Barrar Leads Committee Examination of Legislation to Modernize Emergency Preparedness Laws
On Tuesday, Aug. 14, Rep. Stephen E. Barrar (R-Chester/Delaware) led a public hearing of the House Veterans Affairs and Emergency Preparedness Committee in Lewistown to examine legislation that would modernize Pennsyvlania’s emergency response and preparedness laws, which were last updated in 1996. Barrar will host two additional public hearings of the committee to speak with stakeholders about ways in which the legislation could be enhanced. Pictured (from left) are Rep. Chris Sainato (D-Beaver/Lawrence), minority chairman of the committee; Barrar, majority chairman of the committee; and Rick O’Leary, executive director of the committee.
LEWISTOWN – The House Veterans Affairs and Emergency Preparedness Committee, led by majority chairman Rep. Stephen E. Barrar (R-Chester/Delaware), held a public hearing Tuesday at the State Fire Academy in Lewistown to examine House Bill 2562, which would update Title 35 emergency response and preparedness laws.
Barrar noted that although he introduced House Bill 2562, the language for the legislation was provided by the Pennsylvania Emergency Management Agency (PEMA). Tuesday’s hearing was the first in a series of three hearings throughout the state to vet the proposal and adjust the language as needed.
“The General Assembly last updated Title 35 in 1996,” said Barrar. “Since then, there have been significant events and new federal laws that necessitate changes to our emergency preparedness and response procedures. House Bill 2562 is the result of more than five years of hard work put forth by PEMA, county emergency management officials, emergency responders and many other stakeholders.”
House Bill 2562 would update the following areas of Title 35:
• Dependent care facilities planning.
• Powers and duties of county and local emergency management programs.
• Certification and accreditation of emergency professionals.
• County animal rescue teams.
• Enhanced coordination of regional all hazard/counter-terrorism task forces.
• Improved large event emergency planning.
• Comprehensive workers’ compensation coverage for emergency management
volunteers and workers.
• Heightened information sharing for better disaster consequence management.
• Expanded public health measures.
• Regionalization of emergency management programs.
Glenn Cannon, director of PEMA, testified about how drastically emergency response and preparedness have changed as a result of the terrorists attacks of Sept. 11, 2001, the Valentine’s Day winter storm of 2007, Hurricanes Katrina and Irene, and Tropical Storm Lee. He also spoke about the importance of protecting ourselves from cyber attacks.
“It is no longer enough to respond to disasters,” said Cannon. “We must focus on being prepared for any emergency we might experience. We must also ensure a quick recovery from catastrophic events. The world has changed dramatically since the last significant update to Title 35, and it is time for us to modernize our policies.”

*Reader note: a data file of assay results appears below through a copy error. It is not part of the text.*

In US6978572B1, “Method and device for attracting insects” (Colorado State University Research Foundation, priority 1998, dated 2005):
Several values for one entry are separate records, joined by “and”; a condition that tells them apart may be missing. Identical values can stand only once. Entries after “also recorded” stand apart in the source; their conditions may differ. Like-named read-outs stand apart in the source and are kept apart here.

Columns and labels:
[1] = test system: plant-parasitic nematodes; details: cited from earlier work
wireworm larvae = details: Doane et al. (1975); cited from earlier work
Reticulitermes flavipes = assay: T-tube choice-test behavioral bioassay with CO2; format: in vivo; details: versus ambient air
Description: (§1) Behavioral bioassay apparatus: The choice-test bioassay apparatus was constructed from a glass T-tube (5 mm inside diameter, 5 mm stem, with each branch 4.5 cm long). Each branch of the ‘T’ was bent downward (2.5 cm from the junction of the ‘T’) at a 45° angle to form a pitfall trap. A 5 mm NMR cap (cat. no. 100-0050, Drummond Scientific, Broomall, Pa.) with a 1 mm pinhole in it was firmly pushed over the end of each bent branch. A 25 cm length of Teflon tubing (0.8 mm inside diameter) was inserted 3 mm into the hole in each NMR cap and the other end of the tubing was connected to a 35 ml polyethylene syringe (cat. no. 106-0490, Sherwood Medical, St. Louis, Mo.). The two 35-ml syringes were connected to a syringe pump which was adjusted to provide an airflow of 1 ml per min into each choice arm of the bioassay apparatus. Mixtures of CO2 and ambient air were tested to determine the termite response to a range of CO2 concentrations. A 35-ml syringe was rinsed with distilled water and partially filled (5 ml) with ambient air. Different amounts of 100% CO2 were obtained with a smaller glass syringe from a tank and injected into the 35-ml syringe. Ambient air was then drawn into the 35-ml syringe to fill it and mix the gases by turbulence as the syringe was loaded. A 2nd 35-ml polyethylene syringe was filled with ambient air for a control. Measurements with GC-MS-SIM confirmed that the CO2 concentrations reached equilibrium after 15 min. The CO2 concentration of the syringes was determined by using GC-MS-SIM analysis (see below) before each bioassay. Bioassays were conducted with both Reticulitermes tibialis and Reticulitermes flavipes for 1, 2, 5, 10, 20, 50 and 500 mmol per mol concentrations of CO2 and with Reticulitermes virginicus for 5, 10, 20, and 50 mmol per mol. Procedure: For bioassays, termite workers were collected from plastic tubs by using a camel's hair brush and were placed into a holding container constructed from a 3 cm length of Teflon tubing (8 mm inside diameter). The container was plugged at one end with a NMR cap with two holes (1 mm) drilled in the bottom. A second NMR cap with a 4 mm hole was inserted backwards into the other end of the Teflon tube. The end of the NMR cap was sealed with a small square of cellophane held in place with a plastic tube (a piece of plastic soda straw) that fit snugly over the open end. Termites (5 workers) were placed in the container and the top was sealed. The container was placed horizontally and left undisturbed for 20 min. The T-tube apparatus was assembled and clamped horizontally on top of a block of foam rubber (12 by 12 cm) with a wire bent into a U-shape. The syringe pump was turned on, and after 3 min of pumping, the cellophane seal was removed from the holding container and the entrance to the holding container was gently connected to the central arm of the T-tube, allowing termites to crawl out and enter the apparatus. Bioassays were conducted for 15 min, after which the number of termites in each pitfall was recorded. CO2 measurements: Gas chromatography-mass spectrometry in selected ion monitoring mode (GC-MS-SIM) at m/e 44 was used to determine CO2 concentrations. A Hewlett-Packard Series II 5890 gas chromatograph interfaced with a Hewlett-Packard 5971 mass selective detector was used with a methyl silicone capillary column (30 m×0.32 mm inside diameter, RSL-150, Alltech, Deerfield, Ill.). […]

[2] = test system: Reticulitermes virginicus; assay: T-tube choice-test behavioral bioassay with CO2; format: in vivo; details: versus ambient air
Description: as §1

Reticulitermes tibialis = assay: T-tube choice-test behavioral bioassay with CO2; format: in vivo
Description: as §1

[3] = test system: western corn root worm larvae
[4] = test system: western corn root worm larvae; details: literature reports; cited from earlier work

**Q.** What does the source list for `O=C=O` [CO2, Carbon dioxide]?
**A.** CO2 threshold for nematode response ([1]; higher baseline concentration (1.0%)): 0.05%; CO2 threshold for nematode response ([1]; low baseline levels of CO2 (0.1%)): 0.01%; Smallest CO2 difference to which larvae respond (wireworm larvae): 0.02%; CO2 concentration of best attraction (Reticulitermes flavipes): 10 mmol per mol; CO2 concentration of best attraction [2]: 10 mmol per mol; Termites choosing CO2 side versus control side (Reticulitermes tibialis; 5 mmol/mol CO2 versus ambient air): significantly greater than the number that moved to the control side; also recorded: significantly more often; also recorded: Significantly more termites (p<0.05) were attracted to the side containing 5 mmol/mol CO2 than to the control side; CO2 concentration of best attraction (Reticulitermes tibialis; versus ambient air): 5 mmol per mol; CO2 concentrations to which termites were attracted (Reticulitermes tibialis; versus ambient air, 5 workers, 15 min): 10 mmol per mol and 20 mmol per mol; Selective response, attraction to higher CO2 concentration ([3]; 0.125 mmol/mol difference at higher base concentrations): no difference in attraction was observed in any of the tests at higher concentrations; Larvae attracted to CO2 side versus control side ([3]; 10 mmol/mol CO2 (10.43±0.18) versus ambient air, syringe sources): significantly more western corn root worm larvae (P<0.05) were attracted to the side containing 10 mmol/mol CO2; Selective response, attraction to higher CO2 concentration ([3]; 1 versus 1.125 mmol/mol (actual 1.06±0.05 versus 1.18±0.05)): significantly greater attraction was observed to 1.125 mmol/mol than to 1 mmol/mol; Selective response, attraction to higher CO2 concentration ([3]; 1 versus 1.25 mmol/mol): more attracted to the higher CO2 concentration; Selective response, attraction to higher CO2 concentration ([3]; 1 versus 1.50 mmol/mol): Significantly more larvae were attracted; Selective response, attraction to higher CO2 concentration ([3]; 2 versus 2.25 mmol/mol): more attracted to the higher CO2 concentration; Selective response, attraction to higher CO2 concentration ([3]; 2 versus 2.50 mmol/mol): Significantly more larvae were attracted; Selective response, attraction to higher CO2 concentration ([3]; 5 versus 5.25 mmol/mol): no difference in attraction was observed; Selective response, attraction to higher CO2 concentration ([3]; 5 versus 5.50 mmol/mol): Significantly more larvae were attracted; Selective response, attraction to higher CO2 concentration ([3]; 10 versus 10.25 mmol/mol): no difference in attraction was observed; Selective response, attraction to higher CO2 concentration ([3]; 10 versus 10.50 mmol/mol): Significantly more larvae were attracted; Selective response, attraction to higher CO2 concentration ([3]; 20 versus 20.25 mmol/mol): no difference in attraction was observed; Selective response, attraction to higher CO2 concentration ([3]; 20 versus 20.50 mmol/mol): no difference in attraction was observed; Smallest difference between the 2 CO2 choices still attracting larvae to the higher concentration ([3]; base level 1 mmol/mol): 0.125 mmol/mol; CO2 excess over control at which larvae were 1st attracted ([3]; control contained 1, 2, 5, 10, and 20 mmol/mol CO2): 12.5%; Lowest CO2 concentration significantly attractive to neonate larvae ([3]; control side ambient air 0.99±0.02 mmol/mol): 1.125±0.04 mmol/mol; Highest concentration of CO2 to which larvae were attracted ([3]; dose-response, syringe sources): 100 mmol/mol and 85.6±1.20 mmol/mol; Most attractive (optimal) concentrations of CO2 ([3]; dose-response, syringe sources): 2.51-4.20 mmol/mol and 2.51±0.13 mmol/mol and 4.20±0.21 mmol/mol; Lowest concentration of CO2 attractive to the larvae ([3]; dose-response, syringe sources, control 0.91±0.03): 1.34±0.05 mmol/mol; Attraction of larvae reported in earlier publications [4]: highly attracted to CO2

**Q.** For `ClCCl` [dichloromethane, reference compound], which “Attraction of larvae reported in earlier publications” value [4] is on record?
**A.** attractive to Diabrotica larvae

Cannon described how his agency has conducted a comprehensive review of Pennsylvania’s entire emergency management program to identify necessary changes and improvements. In addition to PEMA’s efforts, James Lee Witt, former director of the Federal Emergency Management Agency (FEMA), and Ridge Global conducted independent reviews of the Commonwealth’s disaster response framework and issued reports recommending enhancements to our current program.
A major concern expressed by lawmakers during the hearing was the interoperability of emergency responders’ communication devices. Cannon stated that communication is the backbone of successful emergency response.
Dennis Colegrove, emergency management agency director for Tioga County, spoke about the necessity of modernizing Title 35 and about the dwindling funding from the federal and state levels of government for emergency preparedness. This lack of funding has caused challenges for responders.
Thanking PEMA for its willingness to accept feedback from local governments, Elam Herr, assistant executive director for the Pennsylvania State Association of Township Supervisors, discussed the main drawback of the legislation, which he sees as funding for emergency services. He testified about how local governments are partners with the state, serving the same population, and how necessary it is to properly fund emergency response efforts.
Representing the Keystone Emergency Management Association (KEMA), Jerry McAteer, KEMA president, reiterated the need for more funding at the local level. He also spoke about the need for greater cooperative planning and sharing of resources for a more efficient local emergency response operation.
“I thank today’s presenters for their input on this important issue,” said Barrar. “Their feedback is vital to the process of creating the best possible update of Title 35. Public hearings are a fundamental step in the legislative process. I will take their suggestions into consideration as we move forward with the bill.”
Members of the House Veterans Affairs and Emergency Preparedness Committee who participated in the hearing were Reps. Bryan Barbin (D-Cambria); Barrar; Karen Boback (R-Columbia/Luzerne/Wyoming); Garth Everett (R-Lycoming); Scott Hutchinson (R-Butler/Venango); Mark Longietti (D-Mercer); Chris Sainato (D-Beaver/Lawrence), minority chairman of the committee; Will Tallman (R-Adams/York).
The committee will hold another hearing regarding House Bill 2562 on Wednesday, Aug. 29, at 10 a.m. in Media.
More information about Barrar’s legislative priorities is available at www.SteveBarrar.com
State Representative Steve Barrar
160th District, Pennsylvania House of Representatives
Media Contact: Nicole Wamsley